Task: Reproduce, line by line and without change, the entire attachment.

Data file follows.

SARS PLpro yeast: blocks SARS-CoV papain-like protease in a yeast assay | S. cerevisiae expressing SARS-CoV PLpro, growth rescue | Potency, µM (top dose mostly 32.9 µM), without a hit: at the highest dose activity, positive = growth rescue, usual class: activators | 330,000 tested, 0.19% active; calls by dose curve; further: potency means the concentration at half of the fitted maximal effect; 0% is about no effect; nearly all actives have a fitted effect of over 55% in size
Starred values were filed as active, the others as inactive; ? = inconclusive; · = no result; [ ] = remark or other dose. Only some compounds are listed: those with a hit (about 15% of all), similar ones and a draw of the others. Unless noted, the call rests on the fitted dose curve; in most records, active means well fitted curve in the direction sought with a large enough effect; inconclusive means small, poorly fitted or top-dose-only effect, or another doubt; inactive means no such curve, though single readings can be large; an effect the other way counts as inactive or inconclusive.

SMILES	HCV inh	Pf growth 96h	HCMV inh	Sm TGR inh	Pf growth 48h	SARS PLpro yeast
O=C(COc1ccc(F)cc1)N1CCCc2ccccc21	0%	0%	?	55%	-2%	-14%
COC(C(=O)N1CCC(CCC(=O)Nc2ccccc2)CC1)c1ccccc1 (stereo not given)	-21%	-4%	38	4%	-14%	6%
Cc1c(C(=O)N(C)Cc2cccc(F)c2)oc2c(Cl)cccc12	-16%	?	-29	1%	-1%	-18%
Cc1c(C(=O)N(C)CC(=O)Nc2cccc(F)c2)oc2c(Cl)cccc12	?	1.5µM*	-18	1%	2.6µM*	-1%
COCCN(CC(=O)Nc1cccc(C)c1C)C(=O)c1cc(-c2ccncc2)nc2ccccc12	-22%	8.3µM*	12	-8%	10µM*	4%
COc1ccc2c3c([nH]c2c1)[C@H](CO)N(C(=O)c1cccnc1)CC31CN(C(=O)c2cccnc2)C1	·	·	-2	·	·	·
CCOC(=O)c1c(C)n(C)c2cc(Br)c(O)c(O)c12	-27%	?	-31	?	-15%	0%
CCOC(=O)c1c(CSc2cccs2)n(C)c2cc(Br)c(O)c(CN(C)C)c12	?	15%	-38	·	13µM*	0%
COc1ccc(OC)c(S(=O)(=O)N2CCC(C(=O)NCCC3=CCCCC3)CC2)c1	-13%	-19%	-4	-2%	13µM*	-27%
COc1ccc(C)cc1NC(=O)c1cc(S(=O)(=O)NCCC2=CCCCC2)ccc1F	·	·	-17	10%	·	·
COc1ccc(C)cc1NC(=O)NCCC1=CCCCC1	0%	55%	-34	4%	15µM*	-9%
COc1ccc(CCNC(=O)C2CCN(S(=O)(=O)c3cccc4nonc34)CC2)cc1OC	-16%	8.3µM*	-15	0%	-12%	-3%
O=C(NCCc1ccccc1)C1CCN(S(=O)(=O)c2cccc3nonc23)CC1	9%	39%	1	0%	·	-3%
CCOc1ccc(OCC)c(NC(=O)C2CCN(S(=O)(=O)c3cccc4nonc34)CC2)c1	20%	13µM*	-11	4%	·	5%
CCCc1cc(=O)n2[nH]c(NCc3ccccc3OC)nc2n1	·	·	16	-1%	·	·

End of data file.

SARS PLpro yeast: blocks SARS-CoV papain-like protease in a yeast assay | S. cerevisiae expressing SARS-CoV PLpro, growth rescue | Potency, µM (top dose mostly 32.9 µM), without a hit: at the highest dose activity, positive = growth rescue, usual class: activators | 330,000 tested, 0.19% active; calls by dose curve; further: potency means the concentration at half of the fitted maximal effect; 0% is about no effect; nearly all actives have a fitted effect of over 55% in size
Starred values were filed as active, the others as inactive; ? = inconclusive; · = no result; [ ] = remark or other dose. Only some compounds are listed: those with a hit (about 15% of all), similar ones and a draw of the others. Unless noted, the call rests on the fitted dose curve; in most records, active means well fitted curve in the direction sought with a large enough effect; inconclusive means small, poorly fitted or top-dose-only effect, or another doubt; inactive means no such curve, though single readings can be large; an effect the other way counts as inactive or inconclusive.

SMILES	HCV inh	Pf growth 96h	HCMV inh	Sm TGR inh	Pf growth 48h	SARS PLpro yeast
O=C(COc1ccc(F)cc1)N1CCCc2ccccc21	0%	0%	?	55%	-2%	-14%
COC(C(=O)N1CCC(CCC(=O)Nc2ccccc2)CC1)c1ccccc1 (stereo not given)	-21%	-4%	38	4%	-14%	6%
Cc1c(C(=O)N(C)Cc2cccc(F)c2)oc2c(Cl)cccc12	-16%	?	-29	1%	-1%	-18%
Cc1c(C(=O)N(C)CC(=O)Nc2cccc(F)c2)oc2c(Cl)cccc12	?	1.5µM*	-18	1%	2.6µM*	-1%
COCCN(CC(=O)Nc1cccc(C)c1C)C(=O)c1cc(-c2ccncc2)nc2ccccc12	-22%	8.3µM*	12	-8%	10µM*	4%
COc1ccc2c3c([nH]c2c1)[C@H](CO)N(C(=O)c1cccnc1)CC31CN(C(=O)c2cccnc2)C1	·	·	-2	·	·	·
CCOC(=O)c1c(C)n(C)c2cc(Br)c(O)c(O)c12	-27%	?	-31	?	-15%	0%
CCOC(=O)c1c(CSc2cccs2)n(C)c2cc(Br)c(O)c(CN(C)C)c12	?	15%	-38	·	13µM*	0%
COc1ccc(OC)c(S(=O)(=O)N2CCC(C(=O)NCCC3=CCCCC3)CC2)c1	-13%	-19%	-4	-2%	13µM*	-27%
COc1ccc(C)cc1NC(=O)c1cc(S(=O)(=O)NCCC2=CCCCC2)ccc1F	·	·	-17	10%	·	·
COc1ccc(C)cc1NC(=O)NCCC1=CCCCC1	0%	55%	-34	4%	15µM*	-9%
COc1ccc(CCNC(=O)C2CCN(S(=O)(=O)c3cccc4nonc34)CC2)cc1OC	-16%	8.3µM*	-15	0%	-12%	-3%
O=C(NCCc1ccccc1)C1CCN(S(=O)(=O)c2cccc3nonc23)CC1	9%	39%	1	0%	·	-3%
CCOc1ccc(OCC)c(NC(=O)C2CCN(S(=O)(=O)c3cccc4nonc34)CC2)c1	20%	13µM*	-11	4%	·	5%
CCCc1cc(=O)n2[nH]c(NCc3ccccc3OC)nc2n1	·	·	16	-1%	·	·